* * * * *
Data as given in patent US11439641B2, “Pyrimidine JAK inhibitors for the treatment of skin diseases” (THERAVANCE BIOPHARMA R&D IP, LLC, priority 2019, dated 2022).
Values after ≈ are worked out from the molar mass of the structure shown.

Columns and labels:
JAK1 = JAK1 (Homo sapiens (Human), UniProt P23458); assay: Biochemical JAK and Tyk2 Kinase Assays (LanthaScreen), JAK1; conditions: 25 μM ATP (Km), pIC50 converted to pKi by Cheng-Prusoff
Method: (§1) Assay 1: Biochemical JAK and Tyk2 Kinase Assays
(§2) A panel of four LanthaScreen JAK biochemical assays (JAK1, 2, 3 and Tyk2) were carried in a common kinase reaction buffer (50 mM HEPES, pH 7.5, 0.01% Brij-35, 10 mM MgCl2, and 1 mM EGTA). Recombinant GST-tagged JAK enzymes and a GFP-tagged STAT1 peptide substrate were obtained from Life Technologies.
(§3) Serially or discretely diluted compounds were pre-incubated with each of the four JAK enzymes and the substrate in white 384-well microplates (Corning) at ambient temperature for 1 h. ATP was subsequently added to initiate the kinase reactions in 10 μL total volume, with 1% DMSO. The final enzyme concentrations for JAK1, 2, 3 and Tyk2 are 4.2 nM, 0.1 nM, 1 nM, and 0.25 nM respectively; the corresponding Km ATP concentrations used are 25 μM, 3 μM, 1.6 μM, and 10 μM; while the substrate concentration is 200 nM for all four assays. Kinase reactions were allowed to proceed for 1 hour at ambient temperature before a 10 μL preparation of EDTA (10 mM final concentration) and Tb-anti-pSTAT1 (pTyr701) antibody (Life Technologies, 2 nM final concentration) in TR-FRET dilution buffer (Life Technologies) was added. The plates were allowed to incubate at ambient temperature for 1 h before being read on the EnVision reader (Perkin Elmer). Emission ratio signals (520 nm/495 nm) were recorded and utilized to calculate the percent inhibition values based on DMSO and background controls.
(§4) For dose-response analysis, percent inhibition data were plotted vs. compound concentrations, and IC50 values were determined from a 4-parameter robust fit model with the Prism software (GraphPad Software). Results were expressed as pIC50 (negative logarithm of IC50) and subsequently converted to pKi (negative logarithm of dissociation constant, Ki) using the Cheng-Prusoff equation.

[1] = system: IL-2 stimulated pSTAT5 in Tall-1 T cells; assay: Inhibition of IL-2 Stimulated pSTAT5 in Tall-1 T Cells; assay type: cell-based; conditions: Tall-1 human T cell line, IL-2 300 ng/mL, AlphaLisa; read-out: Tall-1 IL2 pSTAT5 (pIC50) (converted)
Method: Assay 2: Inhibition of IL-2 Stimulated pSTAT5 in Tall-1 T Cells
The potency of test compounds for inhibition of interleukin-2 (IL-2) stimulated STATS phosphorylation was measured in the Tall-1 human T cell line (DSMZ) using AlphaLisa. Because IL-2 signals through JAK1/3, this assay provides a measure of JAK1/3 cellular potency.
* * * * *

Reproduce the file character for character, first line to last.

Data as given in patent US11439641B2, “Pyrimidine JAK inhibitors for the treatment of skin diseases” (THERAVANCE BIOPHARMA R&D IP, LLC, priority 2019, dated 2022).
Values after ≈ are worked out from the molar mass of the structure shown.

Columns and labels:
JAK1 = JAK1 (Homo sapiens (Human), UniProt P23458); assay: Biochemical JAK and Tyk2 Kinase Assays (LanthaScreen), JAK1; conditions: 25 μM ATP (Km), pIC50 converted to pKi by Cheng-Prusoff
Method: (§1) Assay 1: Biochemical JAK and Tyk2 Kinase Assays
(§2) A panel of four LanthaScreen JAK biochemical assays (JAK1, 2, 3 and Tyk2) were carried in a common kinase reaction buffer (50 mM HEPES, pH 7.5, 0.01% Brij-35, 10 mM MgCl2, and 1 mM EGTA). Recombinant GST-tagged JAK enzymes and a GFP-tagged STAT1 peptide substrate were obtained from Life Technologies.
(§3) Serially or discretely diluted compounds were pre-incubated with each of the four JAK enzymes and the substrate in white 384-well microplates (Corning) at ambient temperature for 1 h. ATP was subsequently added to initiate the kinase reactions in 10 μL total volume, with 1% DMSO. The final enzyme concentrations for JAK1, 2, 3 and Tyk2 are 4.2 nM, 0.1 nM, 1 nM, and 0.25 nM respectively; the corresponding Km ATP concentrations used are 25 μM, 3 μM, 1.6 μM, and 10 μM; while the substrate concentration is 200 nM for all four assays. Kinase reactions were allowed to proceed for 1 hour at ambient temperature before a 10 μL preparation of EDTA (10 mM final concentration) and Tb-anti-pSTAT1 (pTyr701) antibody (Life Technologies, 2 nM final concentration) in TR-FRET dilution buffer (Life Technologies) was added. The plates were allowed to incubate at ambient temperature for 1 h before being read on the EnVision reader (Perkin Elmer). Emission ratio signals (520 nm/495 nm) were recorded and utilized to calculate the percent inhibition values based on DMSO and background controls.
(§4) For dose-response analysis, percent inhibition data were plotted vs. compound concentrations, and IC50 values were determined from a 4-parameter robust fit model with the Prism software (GraphPad Software). Results were expressed as pIC50 (negative logarithm of IC50) and subsequently converted to pKi (negative logarithm of dissociation constant, Ki) using the Cheng-Prusoff equation.

[1] = system: IL-2 stimulated pSTAT5 in Tall-1 T cells; assay: Inhibition of IL-2 Stimulated pSTAT5 in Tall-1 T Cells; assay type: cell-based; conditions: Tall-1 human T cell line, IL-2 300 ng/mL, AlphaLisa; read-out: Tall-1 IL2 pSTAT5 (pIC50) (converted)
Method: Assay 2: Inhibition of IL-2 Stimulated pSTAT5 in Tall-1 T Cells
The potency of test compounds for inhibition of interleukin-2 (IL-2) stimulated STATS phosphorylation was measured in the Tall-1 human T cell line (DSMZ) using AlphaLisa. Because IL-2 signals through JAK1/3, this assay provides a measure of JAK1/3 cellular potency.